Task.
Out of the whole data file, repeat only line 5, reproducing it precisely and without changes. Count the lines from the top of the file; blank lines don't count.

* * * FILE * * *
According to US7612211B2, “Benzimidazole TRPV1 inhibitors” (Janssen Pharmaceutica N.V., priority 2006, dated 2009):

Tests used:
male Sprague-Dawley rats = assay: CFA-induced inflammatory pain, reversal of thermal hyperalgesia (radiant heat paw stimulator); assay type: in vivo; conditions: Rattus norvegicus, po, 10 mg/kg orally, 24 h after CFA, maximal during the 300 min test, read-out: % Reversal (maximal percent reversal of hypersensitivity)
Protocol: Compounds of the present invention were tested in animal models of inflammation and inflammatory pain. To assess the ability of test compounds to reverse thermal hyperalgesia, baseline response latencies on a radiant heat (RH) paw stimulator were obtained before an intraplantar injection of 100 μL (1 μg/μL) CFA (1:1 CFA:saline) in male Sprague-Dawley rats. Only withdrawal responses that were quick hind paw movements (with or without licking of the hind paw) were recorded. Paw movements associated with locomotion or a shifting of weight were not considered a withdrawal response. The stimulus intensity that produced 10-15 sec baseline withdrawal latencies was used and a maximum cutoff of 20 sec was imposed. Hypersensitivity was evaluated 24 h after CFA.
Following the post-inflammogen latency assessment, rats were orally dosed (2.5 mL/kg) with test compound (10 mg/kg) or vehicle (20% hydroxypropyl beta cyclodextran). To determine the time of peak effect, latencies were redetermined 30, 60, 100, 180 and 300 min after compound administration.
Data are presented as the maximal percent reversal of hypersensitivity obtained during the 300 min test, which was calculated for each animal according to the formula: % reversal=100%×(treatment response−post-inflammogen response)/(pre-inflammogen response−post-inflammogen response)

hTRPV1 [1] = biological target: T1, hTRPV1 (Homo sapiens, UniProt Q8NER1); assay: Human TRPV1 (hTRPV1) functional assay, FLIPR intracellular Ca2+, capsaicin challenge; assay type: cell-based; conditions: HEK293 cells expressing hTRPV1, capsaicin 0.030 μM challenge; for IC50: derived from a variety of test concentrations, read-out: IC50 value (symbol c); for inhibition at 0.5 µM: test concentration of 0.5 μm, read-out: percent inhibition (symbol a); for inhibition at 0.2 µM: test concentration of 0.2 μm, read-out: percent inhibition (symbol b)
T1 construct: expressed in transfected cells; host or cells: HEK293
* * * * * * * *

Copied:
Following the post-inflammogen latency assessment, rats were orally dosed (2.5 mL/kg) with test compound (10 mg/kg) or vehicle (20% hydroxypropyl beta cyclodextran). To determine the time of peak effect, latencies were redetermined 30, 60, 100, 180 and 300 min after compound administration.